Unilever, the owner of Dove, Vaseline and Axe, is dumping the word “normal.”
The consumer goods giant announced Tuesday that it would no longer use the term to describe certain physical characteristics on its packaging for beauty and personal care products, which include Rexona deodorants and Sunsilk shampoos.
The company says the move “comes as global research into people’s experiences of the beauty industry reveals that using ‘normal’ to describe hair or skin makes most people feel excluded.”
Unilever is one of the world’s biggest retail suppliers, with 2.5 billion customers in more than 190 countries.
in a statement, it said that a recent study it commissioned and conducted found that “seven in ten [respondents] agree that using the word ‘normal’ on product packaging and advertising has a negative impact. For younger people — those aged 18-35 — this rises to eight in ten.”
More than half of those surveyed also said that “they now pay more attention to a company’s stance on societal issues before buying products,” Unilever added.
“With one billion people using our beauty and personal care products every day, and even more seeing our advertising, our brands have the power to make a real difference to people’s lives,” Sunny Jain, Unilever’s president of beauty and personal care, said in the company’s statement.
“We know that removing ‘normal’ from our products and packaging will not fix the problem alone, but it is an important step forward.”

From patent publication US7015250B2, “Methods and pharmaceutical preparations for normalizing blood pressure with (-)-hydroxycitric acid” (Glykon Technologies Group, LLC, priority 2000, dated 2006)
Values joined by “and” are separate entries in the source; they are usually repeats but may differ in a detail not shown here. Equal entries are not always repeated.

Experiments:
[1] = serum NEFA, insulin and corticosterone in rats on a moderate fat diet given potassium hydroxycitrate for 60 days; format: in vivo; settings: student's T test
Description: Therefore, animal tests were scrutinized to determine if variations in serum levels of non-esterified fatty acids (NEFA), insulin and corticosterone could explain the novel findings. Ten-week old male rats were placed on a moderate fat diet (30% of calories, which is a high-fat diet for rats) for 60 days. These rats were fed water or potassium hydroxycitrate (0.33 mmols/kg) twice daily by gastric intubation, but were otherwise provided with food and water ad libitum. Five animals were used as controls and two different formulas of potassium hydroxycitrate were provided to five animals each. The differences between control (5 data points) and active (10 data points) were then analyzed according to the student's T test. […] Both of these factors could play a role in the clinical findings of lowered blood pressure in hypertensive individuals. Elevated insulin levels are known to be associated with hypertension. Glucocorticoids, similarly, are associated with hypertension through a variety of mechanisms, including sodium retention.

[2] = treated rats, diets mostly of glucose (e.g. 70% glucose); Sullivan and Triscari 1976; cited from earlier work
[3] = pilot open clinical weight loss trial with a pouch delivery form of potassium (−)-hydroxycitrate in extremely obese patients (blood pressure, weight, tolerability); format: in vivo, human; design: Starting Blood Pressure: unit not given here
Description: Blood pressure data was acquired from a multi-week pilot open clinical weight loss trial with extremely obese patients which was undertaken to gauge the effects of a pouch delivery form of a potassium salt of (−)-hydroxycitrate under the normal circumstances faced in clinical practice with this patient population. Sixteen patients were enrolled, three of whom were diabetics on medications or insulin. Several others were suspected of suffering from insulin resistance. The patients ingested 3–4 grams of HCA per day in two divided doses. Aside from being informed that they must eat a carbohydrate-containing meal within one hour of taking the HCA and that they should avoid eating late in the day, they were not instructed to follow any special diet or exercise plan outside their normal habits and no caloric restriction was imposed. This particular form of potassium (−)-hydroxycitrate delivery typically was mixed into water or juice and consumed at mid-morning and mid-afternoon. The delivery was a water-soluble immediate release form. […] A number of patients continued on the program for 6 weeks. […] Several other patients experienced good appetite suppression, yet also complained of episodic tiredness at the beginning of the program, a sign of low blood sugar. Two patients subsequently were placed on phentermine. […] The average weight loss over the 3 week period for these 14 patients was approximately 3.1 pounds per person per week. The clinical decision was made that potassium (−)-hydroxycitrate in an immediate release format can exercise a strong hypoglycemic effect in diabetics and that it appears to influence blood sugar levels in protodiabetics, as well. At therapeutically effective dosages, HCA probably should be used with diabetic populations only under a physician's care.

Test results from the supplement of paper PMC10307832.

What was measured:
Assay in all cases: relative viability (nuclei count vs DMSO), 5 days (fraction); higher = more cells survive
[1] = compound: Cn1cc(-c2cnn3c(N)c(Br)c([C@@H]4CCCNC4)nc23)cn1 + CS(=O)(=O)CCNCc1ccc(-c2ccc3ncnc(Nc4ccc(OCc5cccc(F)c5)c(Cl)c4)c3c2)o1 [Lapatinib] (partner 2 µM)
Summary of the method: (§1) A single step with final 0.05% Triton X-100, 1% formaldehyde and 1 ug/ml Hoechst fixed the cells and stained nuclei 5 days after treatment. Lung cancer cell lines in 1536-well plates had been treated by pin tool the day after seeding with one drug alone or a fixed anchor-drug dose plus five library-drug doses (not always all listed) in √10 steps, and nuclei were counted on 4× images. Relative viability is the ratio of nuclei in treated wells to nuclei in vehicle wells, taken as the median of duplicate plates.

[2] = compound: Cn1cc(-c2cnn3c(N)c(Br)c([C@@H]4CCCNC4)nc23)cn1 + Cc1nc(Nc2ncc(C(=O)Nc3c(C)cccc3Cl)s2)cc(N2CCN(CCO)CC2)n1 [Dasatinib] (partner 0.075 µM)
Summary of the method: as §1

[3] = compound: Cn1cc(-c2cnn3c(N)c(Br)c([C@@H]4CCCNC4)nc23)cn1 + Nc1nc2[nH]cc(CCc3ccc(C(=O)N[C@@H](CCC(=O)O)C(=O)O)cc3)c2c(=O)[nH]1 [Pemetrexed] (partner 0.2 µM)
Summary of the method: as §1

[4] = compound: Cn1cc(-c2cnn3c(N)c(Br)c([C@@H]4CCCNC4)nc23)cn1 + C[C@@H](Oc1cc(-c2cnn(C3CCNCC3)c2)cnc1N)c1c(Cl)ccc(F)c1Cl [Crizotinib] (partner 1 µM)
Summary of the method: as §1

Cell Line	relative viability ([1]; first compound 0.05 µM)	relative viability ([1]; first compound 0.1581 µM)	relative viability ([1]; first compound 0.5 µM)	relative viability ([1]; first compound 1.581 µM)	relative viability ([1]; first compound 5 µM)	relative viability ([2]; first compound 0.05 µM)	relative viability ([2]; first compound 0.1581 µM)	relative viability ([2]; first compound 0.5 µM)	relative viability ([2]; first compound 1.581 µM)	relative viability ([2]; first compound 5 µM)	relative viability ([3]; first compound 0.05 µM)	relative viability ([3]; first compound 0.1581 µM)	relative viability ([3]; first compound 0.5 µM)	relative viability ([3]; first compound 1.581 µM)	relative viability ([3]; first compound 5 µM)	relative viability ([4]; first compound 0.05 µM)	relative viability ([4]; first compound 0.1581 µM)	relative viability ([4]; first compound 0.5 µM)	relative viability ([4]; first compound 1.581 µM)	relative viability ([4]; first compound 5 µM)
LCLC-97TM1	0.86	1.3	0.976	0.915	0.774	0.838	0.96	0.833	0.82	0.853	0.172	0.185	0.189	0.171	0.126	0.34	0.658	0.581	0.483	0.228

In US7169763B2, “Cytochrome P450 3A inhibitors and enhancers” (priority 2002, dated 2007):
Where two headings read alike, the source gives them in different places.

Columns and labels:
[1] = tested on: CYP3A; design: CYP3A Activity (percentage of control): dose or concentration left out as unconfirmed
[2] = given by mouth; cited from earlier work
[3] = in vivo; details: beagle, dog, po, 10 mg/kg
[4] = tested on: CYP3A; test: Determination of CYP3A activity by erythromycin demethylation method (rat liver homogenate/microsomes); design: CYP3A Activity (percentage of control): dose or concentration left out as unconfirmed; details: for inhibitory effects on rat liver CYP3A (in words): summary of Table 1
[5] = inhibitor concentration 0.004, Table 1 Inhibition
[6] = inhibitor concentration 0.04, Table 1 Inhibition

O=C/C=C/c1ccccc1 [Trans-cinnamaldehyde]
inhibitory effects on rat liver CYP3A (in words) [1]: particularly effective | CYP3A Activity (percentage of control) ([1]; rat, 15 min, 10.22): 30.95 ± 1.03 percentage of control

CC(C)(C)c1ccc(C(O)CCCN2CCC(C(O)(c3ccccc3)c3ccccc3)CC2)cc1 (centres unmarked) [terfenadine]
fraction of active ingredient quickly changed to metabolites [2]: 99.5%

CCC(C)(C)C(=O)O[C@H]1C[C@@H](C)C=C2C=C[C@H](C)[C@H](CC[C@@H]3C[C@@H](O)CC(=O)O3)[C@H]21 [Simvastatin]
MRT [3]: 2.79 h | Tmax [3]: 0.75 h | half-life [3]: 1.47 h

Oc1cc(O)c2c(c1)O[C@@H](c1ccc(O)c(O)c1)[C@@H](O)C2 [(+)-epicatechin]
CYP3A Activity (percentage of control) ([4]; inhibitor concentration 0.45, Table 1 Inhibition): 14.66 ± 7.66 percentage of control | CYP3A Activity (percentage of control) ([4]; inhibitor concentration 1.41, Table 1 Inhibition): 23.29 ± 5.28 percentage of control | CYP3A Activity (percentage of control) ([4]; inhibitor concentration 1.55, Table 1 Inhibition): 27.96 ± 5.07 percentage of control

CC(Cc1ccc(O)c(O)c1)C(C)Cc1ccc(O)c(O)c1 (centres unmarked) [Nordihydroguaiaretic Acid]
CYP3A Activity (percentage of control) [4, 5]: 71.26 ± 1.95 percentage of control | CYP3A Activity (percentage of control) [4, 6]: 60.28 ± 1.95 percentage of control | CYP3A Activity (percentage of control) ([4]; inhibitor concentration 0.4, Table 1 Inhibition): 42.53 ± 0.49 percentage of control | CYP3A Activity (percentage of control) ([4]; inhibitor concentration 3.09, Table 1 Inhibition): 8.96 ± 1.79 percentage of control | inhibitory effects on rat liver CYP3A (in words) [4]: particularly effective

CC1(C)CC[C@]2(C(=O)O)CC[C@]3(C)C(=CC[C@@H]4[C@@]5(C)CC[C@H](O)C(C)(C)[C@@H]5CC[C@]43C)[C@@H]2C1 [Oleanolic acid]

By the company’s own account, it still has more work to do.
Unilever also said Tuesday that it would no longer “digitally alter a person’s body shape, size, proportion or skin color in its brand advertising, and will increase the number of advertisements portraying people from diverse groups who are underrepresented.”
Businesses around the world have been increasingly rebranding in response to demands from customers to be more inclusive. Last year, many major companies renamed or retired products, including Quaker Oats with its Aunt Jemima brand in the United States and Nestlé with its Red Skins and Chicos sweets in Australia.
Unilever has been no exception. Last year, its Indian subsidiary, Hindustan Unilever, removed the word “Fair” from its “Fair & Lovely” skincare brand after complaints.
The company acknowledged in a statement at the time that it had previously played up “the benefits of fairness, whitening and skin lightening” while marketing its products. The brand is now called “Glow & Lovely.”
Competitors, including L’Oreal and Johnson & Johnson, also said they would rename or discontinue some of their skincare brands in India for similar reasons.
Unilever has worked to diversify its product lines by partnering with minority-run businesses in recent years. In 2017, for instance, the company made headlines for its acquisition of Sundial Brands, the Black-owned maker of SheaMoisture and other popular skin and hair care brands.